Today started out as a bad day. Carla awoke with a severe migraine. I didn’t have any particular physical ailment but found myself in a funk. Do you ever have one of those days when you’re just in a lousy mood for no reason and ready to lash out at whoever gets in your way? That’s how I felt. Worse, we were scheduled to do a chapel service at the jail this afternoon.

I asked Carla if she wanted to stay home and rest while I went to the jail, but she said she wanted to be there.

We’ve been going through John’s Gospel with the inmates. Last week it was the story of Jesus turning water into wine at the wedding in Cana. Today we were at the point where Jesus goes ballistic at the Temple; overturning tables and setting sacrificial animals loose. I had a nice little teaching all prepared but then this morning I felt the Holy Spirit telling me to teach on Divine Wrath instead and to use Isaiah 1 as the text. Great, I’m in a crappy mood, Carla has a migraine and God is changing my lesson on me.

We got to the jail and set up for chapel in the dayroom. We arranged the chairs in a circle. One inmate was there. Oh well. “Let’s just worship the Lord for a little while”, I said, picking up my guitar. As we began to play, more inmates arrived.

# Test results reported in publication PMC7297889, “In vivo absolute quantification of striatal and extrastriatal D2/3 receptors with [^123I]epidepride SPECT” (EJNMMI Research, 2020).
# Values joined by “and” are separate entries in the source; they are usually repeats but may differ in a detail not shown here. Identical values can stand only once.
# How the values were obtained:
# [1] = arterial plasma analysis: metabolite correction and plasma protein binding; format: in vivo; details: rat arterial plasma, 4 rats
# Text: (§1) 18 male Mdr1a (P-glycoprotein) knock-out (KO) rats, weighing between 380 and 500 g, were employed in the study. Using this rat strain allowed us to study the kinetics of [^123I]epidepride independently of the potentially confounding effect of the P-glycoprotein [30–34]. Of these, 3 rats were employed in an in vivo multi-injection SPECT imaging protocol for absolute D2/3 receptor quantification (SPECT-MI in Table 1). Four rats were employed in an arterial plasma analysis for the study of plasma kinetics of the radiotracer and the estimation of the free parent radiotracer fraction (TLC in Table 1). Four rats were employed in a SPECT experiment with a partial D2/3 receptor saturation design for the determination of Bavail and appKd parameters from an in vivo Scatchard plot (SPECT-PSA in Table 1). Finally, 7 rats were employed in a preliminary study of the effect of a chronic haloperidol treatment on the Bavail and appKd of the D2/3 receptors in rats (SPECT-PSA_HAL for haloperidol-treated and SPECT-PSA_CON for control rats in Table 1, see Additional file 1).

The worship seemed to just take off. It was great. Carla has an amazing gift, which has been referred to as “prophetic singing”. If she feels moved during worship, she’ll sing these amazing prayers, or prophetic words, or words of encouragement while I vamp on the chords to the song. This isn’t something we plan, it just happens when it happens. Today it was happening big time! We were all blessed and the tangible presence of the Lord was in the room.

After a few songs, we began our Bible study, which tends to be very interactive. I explained that God’s wrath is an aspect of His love. I told them how God hates sin because of how it harms us and his wrath is intended to discipline and restore us. I likened it to the times I had to spank my son as a child. I did not like it but knew it had to be done for his sake. To not have disciplined him would have been far worse. The inmates were tracking right along (they know a thing or two about punishment).